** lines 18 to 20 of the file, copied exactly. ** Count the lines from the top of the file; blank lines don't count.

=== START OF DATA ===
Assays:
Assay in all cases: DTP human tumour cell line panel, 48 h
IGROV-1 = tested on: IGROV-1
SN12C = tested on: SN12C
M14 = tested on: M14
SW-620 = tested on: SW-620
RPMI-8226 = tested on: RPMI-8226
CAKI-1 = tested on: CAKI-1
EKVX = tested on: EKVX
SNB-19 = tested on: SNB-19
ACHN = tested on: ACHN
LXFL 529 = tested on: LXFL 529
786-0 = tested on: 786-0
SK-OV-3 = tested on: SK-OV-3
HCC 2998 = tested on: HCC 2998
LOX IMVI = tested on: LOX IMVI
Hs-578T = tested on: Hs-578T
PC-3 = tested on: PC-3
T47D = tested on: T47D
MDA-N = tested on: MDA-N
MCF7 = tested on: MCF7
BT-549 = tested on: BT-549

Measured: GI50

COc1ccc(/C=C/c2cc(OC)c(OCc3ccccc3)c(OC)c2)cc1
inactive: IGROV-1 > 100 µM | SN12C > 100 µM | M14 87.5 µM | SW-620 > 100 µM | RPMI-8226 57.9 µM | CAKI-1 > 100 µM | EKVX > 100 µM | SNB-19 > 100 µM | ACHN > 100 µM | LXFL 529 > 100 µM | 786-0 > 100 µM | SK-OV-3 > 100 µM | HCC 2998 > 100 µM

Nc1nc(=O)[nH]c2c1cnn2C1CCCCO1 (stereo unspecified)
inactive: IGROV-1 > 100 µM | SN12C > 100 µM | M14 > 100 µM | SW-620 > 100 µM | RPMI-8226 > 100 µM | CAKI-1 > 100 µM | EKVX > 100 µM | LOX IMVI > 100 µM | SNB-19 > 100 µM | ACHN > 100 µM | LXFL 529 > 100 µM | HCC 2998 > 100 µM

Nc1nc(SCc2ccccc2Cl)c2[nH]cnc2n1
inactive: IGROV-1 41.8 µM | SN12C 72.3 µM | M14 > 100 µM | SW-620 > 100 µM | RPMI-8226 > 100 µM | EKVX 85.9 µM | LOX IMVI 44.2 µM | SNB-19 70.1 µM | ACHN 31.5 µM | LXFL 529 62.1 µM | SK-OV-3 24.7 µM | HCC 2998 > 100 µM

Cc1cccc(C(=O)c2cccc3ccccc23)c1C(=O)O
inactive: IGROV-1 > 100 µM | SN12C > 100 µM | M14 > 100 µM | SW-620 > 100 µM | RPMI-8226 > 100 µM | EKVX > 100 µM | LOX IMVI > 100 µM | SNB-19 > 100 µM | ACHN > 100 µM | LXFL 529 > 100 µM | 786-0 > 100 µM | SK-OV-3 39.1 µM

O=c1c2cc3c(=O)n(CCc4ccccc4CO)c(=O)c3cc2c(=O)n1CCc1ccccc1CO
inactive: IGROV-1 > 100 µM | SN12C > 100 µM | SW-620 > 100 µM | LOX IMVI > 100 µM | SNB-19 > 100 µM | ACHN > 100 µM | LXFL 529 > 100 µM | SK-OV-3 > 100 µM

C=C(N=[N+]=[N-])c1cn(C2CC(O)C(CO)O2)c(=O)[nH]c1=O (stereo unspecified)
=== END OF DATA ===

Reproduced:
PC-3 = tested on: PC-3
T47D = tested on: T47D
MDA-N = tested on: MDA-N